Monday, November 27, 2006

Gore Vidal, Janet Coleman, Madonna, Iraq

What are you getting tonight? Not much. Know that upfront. Everytime I go to post, I lose everything. This is my third attempt. If it doesn't post, it's also my final attempt tonight.

The illustration is Madonna and it's from Ava and C.I.'s "TV Review: Confessing to no talent." I didn't catch the special (but I enjoyed reading the review). Sunny did. That's the first thing I heard this morning at work. She said the special was "so bad, so very bad." They were watching it at her mother's. She was over there helping her mother cook for Thanksgiving. A number of nephews, nieces, etc. were in the living room and some adults were trying to watch the special. They figured it would be fun for all. The kids would pay attention because of dancing and music (which they did). What they didn't count on was all the "Bleep" this and "Bleep" that. It was about a half-hour in and Sunny's mother suggested they peel apples (for pies) in the living room and get the other adults to crack pecans (also for pies) while they were in there. That way, they'd all be together.

Sunny said her mother couldn't believe it. Both the fact that it really wasn't suited for holiday times and that it was so awful. Sunday, she printed up the review and took it over to her mother who read it and couldn't stop laughing.

This was much longer (and my apologies to Sunny and her mother for not trying again to type up the whole thing) but I'm moving fast to be done and posted.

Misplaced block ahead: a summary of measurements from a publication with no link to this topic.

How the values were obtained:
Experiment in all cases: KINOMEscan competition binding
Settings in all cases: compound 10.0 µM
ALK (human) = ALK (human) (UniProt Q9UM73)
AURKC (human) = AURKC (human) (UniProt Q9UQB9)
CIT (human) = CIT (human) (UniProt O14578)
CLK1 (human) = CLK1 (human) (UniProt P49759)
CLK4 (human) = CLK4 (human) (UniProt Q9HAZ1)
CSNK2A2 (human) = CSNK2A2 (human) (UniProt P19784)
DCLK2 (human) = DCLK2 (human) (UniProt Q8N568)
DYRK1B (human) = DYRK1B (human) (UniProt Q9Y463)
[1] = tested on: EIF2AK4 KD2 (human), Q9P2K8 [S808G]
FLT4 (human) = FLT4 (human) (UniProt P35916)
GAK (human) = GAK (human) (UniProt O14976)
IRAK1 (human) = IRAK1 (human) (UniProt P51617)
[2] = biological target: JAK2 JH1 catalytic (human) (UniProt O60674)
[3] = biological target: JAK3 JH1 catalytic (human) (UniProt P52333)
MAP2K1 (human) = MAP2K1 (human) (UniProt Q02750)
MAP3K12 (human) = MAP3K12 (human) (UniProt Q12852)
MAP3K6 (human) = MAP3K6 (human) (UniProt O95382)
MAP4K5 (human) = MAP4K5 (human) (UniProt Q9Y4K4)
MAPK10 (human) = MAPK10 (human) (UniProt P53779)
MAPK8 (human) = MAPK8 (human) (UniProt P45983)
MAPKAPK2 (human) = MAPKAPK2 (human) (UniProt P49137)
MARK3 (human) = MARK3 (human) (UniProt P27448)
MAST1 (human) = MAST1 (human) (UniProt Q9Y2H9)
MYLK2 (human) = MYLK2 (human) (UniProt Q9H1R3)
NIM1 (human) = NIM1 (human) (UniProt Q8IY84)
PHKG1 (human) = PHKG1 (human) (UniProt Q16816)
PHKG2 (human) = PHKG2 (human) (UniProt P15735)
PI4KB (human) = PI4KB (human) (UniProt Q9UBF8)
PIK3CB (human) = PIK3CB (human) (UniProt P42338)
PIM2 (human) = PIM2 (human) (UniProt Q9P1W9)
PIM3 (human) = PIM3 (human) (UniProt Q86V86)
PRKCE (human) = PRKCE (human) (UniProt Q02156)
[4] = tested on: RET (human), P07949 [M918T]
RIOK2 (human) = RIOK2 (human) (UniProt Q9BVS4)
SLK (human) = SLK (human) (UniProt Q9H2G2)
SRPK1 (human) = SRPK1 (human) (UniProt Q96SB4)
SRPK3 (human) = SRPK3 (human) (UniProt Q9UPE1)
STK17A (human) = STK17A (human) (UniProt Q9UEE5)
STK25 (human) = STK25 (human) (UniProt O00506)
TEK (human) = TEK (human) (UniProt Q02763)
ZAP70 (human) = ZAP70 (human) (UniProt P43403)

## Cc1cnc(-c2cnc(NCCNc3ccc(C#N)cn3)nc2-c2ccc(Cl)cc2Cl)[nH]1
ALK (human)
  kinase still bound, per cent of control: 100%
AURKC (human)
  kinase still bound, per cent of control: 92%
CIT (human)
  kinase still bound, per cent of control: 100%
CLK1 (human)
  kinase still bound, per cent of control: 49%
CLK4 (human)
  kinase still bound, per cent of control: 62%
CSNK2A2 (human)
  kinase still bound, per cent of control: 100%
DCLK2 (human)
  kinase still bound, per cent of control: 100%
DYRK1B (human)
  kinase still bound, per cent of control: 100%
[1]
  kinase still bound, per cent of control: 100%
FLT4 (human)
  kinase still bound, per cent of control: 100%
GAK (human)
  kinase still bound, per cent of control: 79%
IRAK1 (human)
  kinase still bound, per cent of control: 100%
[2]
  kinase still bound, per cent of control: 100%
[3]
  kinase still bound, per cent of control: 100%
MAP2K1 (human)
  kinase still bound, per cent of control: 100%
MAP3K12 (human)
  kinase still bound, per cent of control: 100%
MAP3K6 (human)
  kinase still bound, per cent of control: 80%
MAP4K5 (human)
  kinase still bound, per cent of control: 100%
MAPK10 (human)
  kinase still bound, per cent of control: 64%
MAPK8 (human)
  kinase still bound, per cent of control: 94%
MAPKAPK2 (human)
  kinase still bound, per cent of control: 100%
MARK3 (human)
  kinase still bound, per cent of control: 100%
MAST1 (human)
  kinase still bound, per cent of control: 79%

In fact, I'm only going to discuss one other thing, WBAI's CAT RADIO CAFE. I was only able to grab a bit of it today but I did hear the interview with Gore Vidal. He did a convincing imitation of the Bully Boy ("I'm a war time president! I'm a war time president!") and he and Janet Coleman had a wonderful discussion about the early days of The New York Review of Books.
About the fact that they could stand up against the war in Vietnam (Vidal noted that they were all middled-aged at the time) and about the other things leading up to it. Such as the academics in charge of Partisan Review. My original plan was to go to the archives and listen after I posted. That won't be happening tonight due to all the failed attempts to post and then having to rewrite. Sunny did hear all of it and says there's a funny story Coleman tells about first meeting Vidal at an Esquire roundup of some kind. I want to hear that but tonight I just want to get away from the computer. I'm sorry this all you're getting tonight.

I wrote two full posts already that were lost and have had to start over each time. Hopefully, this posts, if not, I'm not posting tonight.

Gore Vidal talks about his new memoir, "Point-to-Point Navigation" in an interview in early November at WBAI; Sue Mingus previews an upcoming concert of the Mingus Orchestra performing Gunther Schuller's arrangements of Mingus's "Noon Night," "Half Mast Inhibition," and "Taurus in the Arena of Life." Hosted by Janet Coleman and David Dozer.

"Iraq snapshot" (The Common Ills):
Monday, November 27, 2006. Chaos and violence continue in Iraq; Nouri al-Maliki feels the "love" in Baghdad, outside of the Green Zone; a US military crashes in Falluja, the press dickers over the term "civil war" and US war resister Kyle Snyder remains underground and what's really going on between the US and Iraqi resistance?